Beginning with monoatomic manganese compounds such as MMT, it is possible to generate in-situ clusters ranging in size from three metal atoms all the way to above 500 metal atoms. This is a thermodynamically favored process that is promoted by any mechanism that strips the organic ligands away from the metal atoms. These ligands stabilize the metal in the atomic state and their removal forces the metal atoms to seek each other and bind together in ever growing cluster size in order to achieve stability. The more atoms that come together in this manner, the more stable the cluster. The larger the cluster, the less effective the metal becomes as a combustion catalyst. Combustion brings together several mechanism that promote metal cluster formation, such as temperature, oxygen, and fuel-related free radicals that react the ligands away from the metal atom.

Increase in temperature, on the one hand, promotes cluster formation by stripping away the stabilizing ligands. However, if the temperature remains high such as that measured in the flame front, i.e., 2500° C. and above, then the atoms are kinetically forced to remain segregated in this zone.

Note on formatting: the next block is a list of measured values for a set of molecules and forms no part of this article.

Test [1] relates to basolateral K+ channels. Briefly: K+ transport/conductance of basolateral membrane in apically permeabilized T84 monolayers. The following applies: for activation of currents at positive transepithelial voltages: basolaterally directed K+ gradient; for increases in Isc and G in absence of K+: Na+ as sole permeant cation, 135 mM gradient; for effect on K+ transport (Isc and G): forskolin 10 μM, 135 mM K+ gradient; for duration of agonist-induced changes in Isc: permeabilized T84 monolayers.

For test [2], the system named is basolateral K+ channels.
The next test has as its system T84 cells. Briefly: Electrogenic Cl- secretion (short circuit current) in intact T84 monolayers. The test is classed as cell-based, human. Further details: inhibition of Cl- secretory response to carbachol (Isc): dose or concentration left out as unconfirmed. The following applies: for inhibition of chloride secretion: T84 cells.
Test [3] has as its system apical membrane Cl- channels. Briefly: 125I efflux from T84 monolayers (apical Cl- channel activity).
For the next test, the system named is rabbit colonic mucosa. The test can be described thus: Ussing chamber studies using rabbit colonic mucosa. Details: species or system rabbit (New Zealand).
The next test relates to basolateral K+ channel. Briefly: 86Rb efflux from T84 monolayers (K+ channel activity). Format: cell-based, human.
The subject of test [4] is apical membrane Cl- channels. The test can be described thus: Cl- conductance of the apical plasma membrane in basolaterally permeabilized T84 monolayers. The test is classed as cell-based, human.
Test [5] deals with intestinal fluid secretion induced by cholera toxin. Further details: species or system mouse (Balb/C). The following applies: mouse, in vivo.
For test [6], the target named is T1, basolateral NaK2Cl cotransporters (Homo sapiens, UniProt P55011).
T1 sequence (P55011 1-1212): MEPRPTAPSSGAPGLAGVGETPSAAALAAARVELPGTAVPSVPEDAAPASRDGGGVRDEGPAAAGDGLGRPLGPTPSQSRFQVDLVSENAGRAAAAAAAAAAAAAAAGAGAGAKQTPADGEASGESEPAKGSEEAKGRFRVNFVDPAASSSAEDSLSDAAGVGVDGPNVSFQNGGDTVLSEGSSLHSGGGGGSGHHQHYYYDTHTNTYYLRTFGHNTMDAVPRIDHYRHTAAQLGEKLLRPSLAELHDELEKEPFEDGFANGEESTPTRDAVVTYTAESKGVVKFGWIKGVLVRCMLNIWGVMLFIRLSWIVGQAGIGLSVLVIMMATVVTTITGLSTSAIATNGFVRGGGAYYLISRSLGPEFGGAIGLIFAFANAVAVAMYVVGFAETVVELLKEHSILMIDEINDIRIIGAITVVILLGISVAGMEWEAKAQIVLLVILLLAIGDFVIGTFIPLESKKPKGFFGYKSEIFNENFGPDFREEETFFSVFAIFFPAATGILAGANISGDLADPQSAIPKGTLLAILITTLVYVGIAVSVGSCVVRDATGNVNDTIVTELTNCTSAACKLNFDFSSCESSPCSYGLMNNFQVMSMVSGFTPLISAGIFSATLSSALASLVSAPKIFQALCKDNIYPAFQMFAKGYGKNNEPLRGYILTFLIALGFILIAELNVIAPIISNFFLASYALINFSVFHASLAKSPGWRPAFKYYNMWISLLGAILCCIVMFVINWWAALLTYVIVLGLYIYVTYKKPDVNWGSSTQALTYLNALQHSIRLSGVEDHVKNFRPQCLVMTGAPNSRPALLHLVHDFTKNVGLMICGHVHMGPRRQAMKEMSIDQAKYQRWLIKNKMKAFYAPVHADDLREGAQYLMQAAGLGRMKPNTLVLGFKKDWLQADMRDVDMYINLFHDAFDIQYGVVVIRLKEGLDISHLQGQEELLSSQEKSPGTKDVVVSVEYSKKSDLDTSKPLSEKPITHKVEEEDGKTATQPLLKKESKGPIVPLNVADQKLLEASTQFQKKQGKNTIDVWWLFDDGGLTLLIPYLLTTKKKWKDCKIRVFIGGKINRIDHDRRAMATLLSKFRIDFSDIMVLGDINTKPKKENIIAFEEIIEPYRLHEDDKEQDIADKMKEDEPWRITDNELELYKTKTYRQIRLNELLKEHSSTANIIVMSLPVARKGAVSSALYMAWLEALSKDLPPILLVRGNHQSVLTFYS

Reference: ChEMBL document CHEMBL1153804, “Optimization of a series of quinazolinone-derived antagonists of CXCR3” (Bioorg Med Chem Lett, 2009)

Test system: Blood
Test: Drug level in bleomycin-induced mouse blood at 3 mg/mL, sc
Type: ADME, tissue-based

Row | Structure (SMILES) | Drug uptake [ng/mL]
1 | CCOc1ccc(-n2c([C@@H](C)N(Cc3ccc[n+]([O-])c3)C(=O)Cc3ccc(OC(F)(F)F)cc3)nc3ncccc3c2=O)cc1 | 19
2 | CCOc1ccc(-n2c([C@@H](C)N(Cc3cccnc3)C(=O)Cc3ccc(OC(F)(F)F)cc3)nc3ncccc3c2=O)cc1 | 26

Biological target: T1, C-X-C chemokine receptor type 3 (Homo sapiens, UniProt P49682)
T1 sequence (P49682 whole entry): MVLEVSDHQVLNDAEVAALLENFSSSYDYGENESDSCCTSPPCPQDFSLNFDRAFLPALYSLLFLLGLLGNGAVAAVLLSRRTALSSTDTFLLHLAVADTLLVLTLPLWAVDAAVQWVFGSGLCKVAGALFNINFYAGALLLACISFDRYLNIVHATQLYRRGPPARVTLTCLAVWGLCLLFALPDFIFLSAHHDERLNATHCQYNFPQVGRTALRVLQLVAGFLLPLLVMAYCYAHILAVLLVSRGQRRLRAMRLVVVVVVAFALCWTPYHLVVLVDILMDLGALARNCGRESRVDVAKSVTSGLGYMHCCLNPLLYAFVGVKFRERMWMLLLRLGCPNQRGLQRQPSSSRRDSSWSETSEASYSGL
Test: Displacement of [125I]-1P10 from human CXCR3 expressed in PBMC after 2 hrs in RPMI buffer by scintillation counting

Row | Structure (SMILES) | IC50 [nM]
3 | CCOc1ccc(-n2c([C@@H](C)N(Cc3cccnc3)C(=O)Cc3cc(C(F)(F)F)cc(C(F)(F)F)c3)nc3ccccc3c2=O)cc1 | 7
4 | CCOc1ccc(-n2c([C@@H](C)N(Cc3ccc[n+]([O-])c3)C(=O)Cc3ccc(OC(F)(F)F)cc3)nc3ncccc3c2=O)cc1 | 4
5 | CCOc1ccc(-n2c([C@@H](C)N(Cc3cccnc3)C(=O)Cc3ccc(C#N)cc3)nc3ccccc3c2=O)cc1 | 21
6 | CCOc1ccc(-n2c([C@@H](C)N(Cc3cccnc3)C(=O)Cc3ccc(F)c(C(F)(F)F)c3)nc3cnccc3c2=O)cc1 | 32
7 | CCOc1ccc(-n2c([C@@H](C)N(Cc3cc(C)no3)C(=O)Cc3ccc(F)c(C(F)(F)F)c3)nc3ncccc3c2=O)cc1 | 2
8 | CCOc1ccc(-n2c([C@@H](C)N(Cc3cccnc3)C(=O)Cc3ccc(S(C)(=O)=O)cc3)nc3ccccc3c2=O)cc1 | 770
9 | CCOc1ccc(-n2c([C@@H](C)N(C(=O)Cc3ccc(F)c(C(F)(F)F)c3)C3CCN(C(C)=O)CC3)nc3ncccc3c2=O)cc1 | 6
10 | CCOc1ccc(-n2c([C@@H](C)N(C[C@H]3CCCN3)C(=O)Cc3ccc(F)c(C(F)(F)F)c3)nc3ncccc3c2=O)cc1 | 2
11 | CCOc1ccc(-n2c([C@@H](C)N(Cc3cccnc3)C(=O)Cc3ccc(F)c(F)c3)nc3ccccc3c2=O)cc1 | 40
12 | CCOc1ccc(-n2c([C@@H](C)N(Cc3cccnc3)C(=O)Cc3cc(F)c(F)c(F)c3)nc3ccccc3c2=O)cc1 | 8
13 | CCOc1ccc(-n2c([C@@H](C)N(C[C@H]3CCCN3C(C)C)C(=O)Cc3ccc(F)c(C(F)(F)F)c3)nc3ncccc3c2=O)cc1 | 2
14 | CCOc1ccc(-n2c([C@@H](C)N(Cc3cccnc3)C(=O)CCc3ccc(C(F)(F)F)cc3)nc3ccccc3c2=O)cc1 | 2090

On either sides of the flame front (fuel intake side and exhaust side) a temperature gradient is established that decreases away from the flame front. The naked metal atoms created in the flame front flow thermophoretically (a thermodynamic requirement) away from the flame front and down these temperature gradients. As temperature decreases, the kinetic forces maintaining atomic segregation decrease and the atoms condense together in ever growing cluster sizes to achieve thermodynamic stability. The most effective form of a metal as a combustion catalyst is the monoatomic form which presents maximum surface area to the gas phase reactions (combustion). Since it is a given that temperature and oxygen are intricate parts of combustion, cluster formation rate can not be modulated through these two parameters. That leaves initial organometallic compound thermal and air stability, dilution in the combusting fuel—air charge, and the pressure of the input charge into the combustion flame front as factors to be modulated to maintain or increase catalyst activity.

Examples of mononuclear compounds include organometallic compounds having an organo group and at least one metallic ion or atom. Preferred organo groups in the organometallic compounds in an embodiment of the present invention include alcohols, aldehydes, ketones, esters, anhydrides, sulfonates, phosphonates, chelates, phenates, crown ethers, naphthenates, carboxylic acids, amides, acetyl acetonates, and mixtures thereof. Manganese containing organometallic compounds can include, for example, manganese tricarbonyl compounds. Such compounds are taught, for example, in U.S. Pat. Nos. 4,568,357; 4,674,447; 5,113,803; 5,599,357; 5,944,858 and European Patent No. 466 512 B 1.